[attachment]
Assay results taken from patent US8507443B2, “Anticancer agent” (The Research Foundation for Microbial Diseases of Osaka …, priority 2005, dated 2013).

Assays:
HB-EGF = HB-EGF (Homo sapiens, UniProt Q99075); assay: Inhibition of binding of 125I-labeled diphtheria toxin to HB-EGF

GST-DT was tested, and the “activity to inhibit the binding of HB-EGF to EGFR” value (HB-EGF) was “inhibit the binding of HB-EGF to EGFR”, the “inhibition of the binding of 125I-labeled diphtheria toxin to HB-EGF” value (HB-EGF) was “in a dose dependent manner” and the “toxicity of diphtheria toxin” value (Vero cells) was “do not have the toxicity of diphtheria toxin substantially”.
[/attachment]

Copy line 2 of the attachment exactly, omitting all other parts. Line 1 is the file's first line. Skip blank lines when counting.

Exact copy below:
Assays: